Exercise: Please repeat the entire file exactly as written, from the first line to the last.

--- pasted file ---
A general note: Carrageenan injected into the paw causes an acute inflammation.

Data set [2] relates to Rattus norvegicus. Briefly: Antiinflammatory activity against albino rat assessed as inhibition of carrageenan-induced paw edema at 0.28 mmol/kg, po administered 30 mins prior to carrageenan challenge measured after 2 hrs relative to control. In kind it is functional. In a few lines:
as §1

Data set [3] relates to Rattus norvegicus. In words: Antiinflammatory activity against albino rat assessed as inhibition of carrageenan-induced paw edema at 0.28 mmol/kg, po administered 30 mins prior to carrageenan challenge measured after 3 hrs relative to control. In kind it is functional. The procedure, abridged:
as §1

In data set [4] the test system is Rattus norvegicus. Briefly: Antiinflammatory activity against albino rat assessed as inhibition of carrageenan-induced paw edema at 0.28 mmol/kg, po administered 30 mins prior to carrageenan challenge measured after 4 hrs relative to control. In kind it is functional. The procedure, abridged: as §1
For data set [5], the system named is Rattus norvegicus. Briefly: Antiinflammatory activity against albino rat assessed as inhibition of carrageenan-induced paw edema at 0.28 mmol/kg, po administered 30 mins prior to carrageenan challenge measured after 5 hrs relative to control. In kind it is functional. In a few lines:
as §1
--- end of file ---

A general note: Carrageenan injected into the paw causes an acute inflammation.

Data set [2] relates to Rattus norvegicus. Briefly: Antiinflammatory activity against albino rat assessed as inhibition of carrageenan-induced paw edema at 0.28 mmol/kg, po administered 30 mins prior to carrageenan challenge measured after 2 hrs relative to control. In kind it is functional. In a few lines:
as §1

Data set [3] relates to Rattus norvegicus. In words: Antiinflammatory activity against albino rat assessed as inhibition of carrageenan-induced paw edema at 0.28 mmol/kg, po administered 30 mins prior to carrageenan challenge measured after 3 hrs relative to control. In kind it is functional. The procedure, abridged:
as §1

In data set [4] the test system is Rattus norvegicus. Briefly: Antiinflammatory activity against albino rat assessed as inhibition of carrageenan-induced paw edema at 0.28 mmol/kg, po administered 30 mins prior to carrageenan challenge measured after 4 hrs relative to control. In kind it is functional. The procedure, abridged: as §1
For data set [5], the system named is Rattus norvegicus. Briefly: Antiinflammatory activity against albino rat assessed as inhibition of carrageenan-induced paw edema at 0.28 mmol/kg, po administered 30 mins prior to carrageenan challenge measured after 5 hrs relative to control. In kind it is functional. In a few lines:
as §1